Marvin Gaye

The Concert Anthology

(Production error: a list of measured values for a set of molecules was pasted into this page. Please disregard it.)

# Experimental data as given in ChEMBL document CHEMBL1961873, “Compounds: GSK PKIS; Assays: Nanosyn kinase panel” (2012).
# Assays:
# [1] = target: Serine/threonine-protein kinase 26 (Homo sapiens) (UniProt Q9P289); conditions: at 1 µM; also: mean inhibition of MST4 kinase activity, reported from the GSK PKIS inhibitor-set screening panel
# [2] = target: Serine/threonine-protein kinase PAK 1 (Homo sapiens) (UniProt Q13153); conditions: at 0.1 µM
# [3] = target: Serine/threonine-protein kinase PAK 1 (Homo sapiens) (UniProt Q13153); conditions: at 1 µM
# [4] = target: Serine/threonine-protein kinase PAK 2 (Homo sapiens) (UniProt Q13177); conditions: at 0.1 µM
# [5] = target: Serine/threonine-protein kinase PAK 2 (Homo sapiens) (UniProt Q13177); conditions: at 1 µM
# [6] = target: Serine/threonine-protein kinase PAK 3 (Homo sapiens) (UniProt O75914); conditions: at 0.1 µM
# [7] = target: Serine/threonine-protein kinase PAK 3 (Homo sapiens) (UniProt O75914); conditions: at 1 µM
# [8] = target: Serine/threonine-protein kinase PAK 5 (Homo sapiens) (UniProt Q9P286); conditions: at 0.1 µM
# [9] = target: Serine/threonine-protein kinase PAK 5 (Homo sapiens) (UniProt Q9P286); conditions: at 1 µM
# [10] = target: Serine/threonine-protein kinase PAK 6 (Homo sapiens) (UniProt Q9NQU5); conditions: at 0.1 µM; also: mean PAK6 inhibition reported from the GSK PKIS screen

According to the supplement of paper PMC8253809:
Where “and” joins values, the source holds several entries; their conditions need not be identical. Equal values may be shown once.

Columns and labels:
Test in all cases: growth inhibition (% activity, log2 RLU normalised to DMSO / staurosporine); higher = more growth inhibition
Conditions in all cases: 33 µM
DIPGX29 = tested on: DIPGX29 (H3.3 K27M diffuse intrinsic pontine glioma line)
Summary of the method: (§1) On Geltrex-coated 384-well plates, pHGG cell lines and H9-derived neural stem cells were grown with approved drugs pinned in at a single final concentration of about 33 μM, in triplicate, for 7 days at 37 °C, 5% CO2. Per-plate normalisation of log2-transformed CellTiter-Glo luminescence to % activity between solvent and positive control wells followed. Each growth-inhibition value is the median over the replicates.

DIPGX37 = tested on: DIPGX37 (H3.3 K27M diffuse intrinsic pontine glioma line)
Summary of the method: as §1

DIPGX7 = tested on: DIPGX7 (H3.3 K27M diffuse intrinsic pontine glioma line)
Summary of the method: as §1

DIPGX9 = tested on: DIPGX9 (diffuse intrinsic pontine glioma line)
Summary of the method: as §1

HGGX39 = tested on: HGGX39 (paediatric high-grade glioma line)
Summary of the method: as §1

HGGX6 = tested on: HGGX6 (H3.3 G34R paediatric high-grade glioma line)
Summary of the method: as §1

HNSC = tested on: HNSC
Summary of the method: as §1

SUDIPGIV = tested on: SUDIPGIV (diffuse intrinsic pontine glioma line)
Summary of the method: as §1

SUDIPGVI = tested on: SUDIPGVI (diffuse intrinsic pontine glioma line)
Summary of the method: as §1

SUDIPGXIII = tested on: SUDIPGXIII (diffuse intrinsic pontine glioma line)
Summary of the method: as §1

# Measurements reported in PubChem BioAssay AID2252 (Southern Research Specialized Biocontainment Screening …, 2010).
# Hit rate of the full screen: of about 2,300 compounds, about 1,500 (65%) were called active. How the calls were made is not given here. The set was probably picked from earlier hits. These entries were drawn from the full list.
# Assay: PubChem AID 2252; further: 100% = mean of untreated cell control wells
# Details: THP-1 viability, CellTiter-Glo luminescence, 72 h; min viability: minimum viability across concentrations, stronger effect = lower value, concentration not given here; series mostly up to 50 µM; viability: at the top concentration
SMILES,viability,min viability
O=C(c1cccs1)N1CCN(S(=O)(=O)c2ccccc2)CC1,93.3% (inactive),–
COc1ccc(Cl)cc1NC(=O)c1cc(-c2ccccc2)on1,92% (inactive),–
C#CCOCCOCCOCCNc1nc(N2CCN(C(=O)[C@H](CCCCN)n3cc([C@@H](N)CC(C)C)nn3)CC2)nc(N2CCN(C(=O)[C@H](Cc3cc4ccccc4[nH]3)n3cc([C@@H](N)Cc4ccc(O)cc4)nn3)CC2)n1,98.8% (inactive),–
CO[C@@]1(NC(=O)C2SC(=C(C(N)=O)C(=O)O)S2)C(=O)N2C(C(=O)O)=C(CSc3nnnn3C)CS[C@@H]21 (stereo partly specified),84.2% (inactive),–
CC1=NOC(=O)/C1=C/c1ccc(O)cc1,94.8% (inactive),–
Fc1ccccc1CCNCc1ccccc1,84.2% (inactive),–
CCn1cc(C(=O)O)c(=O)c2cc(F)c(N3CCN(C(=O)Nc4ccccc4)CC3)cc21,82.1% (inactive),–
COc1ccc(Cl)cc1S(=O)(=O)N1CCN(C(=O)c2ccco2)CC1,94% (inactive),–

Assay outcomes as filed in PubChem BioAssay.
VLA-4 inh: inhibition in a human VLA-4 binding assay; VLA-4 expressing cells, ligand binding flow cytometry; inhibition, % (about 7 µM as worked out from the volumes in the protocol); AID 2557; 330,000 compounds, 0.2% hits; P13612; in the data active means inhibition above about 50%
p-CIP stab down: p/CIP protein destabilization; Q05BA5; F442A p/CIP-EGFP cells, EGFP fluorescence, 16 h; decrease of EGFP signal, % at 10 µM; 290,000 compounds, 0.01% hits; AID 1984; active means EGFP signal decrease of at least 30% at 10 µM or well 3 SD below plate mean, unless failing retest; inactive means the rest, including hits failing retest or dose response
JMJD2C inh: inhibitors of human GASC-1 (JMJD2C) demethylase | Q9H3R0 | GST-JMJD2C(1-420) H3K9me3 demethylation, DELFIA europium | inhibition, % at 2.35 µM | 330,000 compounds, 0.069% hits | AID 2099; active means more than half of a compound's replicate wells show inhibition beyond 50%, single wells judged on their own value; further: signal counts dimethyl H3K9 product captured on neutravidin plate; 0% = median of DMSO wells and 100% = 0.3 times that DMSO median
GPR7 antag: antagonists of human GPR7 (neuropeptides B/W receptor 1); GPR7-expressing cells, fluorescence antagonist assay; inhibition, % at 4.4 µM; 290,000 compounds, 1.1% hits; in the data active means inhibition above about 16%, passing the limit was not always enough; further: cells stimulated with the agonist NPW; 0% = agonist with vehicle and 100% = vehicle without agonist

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Marvin Gaye disliked touring, and truthfully, his sweetly nuanced singing style worked best in a studio setting, where every lift and turn of his phrasing could be clearly heard. The concert stage, by contrast, required large, grand gestures from his singing, and while no one would suggest Gaye was ever anything but a solid performer, the hushed intimacy that made some of his greatest songs so magnificent was often difficult to attain on-stage. Bootlegs and cobbled-together packages of live Gaye shows have been on the market for years, often with the venue mislabeled (if it is listed at all) and overly intrusive crowd noise. This two-disc set features two well-recorded shows, one from 1980 and one from Gaye's final tour in 1983. The 1980 concert is probably from the Montreux stop on his tour of Europe that year, although some details are still sketchy. The singer sounds comfortable and assured here, and his sensual, nearly whispered version of "Come Get to This" is a powerful and seductive evocation of one of Gaye's enduring themes, the redemptive power of spiritual and physical love. The kinetic, horn-driven take on his groove classic "Got to Give It Up," however, manages to sound a good deal less immediate and spontaneous than the studio version, and feels forced. Still, Gaye is in control at this show, and it's obvious that no one in attendance was short-changed. The second disc of this set, drawn from Gaye's final American tour in 1983, finds the star sounding just a little exhausted, with decidedly less spark, which is particularly evident if you play both shows back to back. Gaye does "Come Get to This" in this set as well, and the difference three years makes is apparent. While still a moving performance, the hushed, tense urgency of the 1980 version seems replaced here by a tentative apprehension, as if what Gaye was saying in 1980 (come here, I'll save you) had been flipped to its opposite (come here, save me). The highlight of the 1983 show is the ten-minute "Sexual Healing," one of Marvin Gaye's greatest songs, and a clear statement of his major theme, the use of love, lust, and sex to reach out to God. Within a year Marvin Gaye would be gone, shot to death by his father.

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